“The Hunger Games”, a poem

I only just watched The Hunger Games (the first film, not the sequel) this evening, and was blown away.  Where do I start? Jennifer Lawrence playing a majestic role as lead?  Lenny Kravitz as a revelation?  One of the best representations of a dystopia I’ve so far seen in art?  Genuinely terrifying fight scenes, punctuated by appalling levels of tension?  The fact that this film is practically a vision of a futuristic feminist revolution?

That’s a lot of questions, I’d better calm down.  The point is that a lot of this ground has been covered already by those who watched the film many months ago, and so I thought I’d try and pen a different reaction to it.  I looked at the parallels with how young people were treated in that film and in real life – rising costs of living, of student debt; fewer jobs, workfare, crackdowns on protests; and I realised that, in some ways, the Hunger Games are already here, with young people increasingly pitted against each other.  So I wrote this short piece (below), which sums up how I’ve been feeling about these issues for some time now. I hope you find it of interest; if so, please share.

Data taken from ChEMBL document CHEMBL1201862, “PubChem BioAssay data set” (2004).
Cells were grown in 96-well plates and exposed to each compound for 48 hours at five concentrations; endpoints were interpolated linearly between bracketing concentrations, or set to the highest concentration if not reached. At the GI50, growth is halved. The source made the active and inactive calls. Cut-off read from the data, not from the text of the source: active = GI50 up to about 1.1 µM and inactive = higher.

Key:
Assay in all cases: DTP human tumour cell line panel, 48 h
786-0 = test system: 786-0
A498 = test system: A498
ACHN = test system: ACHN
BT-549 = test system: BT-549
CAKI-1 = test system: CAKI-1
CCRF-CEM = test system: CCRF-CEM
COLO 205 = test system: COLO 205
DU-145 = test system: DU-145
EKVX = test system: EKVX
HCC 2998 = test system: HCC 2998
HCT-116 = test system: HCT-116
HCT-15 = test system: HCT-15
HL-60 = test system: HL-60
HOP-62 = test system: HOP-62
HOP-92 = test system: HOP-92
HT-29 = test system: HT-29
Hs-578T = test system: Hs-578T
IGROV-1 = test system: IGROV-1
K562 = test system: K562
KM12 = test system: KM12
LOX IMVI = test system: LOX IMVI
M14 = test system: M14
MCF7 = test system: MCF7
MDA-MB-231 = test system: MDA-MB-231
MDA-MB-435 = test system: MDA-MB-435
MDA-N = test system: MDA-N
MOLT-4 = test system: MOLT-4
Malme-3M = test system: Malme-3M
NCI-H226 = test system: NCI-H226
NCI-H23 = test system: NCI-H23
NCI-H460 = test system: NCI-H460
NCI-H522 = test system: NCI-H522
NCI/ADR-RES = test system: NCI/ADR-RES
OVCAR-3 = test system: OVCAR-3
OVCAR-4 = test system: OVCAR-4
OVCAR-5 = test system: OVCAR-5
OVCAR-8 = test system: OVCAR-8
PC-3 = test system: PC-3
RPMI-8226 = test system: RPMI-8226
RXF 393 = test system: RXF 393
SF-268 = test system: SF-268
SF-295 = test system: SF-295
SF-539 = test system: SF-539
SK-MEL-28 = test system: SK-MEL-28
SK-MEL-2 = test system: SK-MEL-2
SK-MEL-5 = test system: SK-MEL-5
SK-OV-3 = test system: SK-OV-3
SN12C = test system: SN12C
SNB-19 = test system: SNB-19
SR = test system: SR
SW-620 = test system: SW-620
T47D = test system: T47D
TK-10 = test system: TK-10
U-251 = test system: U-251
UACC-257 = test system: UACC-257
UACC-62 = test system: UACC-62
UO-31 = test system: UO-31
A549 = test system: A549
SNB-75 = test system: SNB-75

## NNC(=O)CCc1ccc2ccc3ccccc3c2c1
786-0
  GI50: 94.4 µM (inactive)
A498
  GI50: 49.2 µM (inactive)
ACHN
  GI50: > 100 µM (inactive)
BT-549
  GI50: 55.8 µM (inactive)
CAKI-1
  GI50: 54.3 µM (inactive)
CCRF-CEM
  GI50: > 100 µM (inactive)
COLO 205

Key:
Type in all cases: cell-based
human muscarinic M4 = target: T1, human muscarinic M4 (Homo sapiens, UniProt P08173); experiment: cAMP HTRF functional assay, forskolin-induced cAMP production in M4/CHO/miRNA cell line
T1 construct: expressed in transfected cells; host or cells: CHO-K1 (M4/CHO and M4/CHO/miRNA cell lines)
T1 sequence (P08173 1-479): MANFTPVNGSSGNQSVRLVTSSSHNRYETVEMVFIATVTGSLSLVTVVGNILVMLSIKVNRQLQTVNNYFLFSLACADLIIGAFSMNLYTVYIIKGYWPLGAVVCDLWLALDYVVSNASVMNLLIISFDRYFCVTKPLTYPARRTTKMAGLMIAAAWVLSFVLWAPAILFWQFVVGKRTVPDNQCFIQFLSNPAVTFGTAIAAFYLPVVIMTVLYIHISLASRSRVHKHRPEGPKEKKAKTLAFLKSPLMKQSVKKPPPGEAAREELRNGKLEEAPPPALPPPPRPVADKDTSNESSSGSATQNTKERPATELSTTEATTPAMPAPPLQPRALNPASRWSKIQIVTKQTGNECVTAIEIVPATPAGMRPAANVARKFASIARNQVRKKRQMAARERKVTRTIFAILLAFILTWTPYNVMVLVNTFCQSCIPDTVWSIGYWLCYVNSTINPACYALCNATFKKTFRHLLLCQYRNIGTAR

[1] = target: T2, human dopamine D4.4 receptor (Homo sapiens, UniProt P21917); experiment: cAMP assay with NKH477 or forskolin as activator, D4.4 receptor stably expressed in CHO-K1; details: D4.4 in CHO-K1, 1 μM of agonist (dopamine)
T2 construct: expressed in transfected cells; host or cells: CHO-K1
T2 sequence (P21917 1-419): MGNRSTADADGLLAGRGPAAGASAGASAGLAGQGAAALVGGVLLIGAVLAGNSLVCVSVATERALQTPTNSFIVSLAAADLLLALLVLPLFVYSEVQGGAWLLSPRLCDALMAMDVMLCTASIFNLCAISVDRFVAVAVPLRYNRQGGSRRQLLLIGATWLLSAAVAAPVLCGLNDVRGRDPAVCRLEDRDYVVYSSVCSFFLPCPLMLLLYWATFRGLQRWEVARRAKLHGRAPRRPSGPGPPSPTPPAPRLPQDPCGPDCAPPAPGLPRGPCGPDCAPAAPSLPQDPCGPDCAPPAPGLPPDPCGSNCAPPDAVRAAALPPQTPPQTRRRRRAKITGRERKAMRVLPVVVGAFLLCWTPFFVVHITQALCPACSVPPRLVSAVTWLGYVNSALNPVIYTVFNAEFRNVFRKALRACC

“The Hunger Games”

Truth is,
Our youth are already playing Hunger Games:
We’ve lowered them into the pit,
Then pulled the ropes away:
We have made them work for painful hours without payment
And view their plight as casually
As online entertainment.
We promise them a harsh future of infinite constraints
And then we make examples of those who would raise complaints.
We show them that, so they’ll survive,
They must be selfish brutes,
That they must spurn compassion, and all other such untruths.
Our youth are playing Hunger Games already, that’s for sure:
We teach them to greet backs with knives,
Each other’s eyes with claws –
But thankfully,
There are still those young people resolute
To use their kindness to tear our whole world up by its roots.

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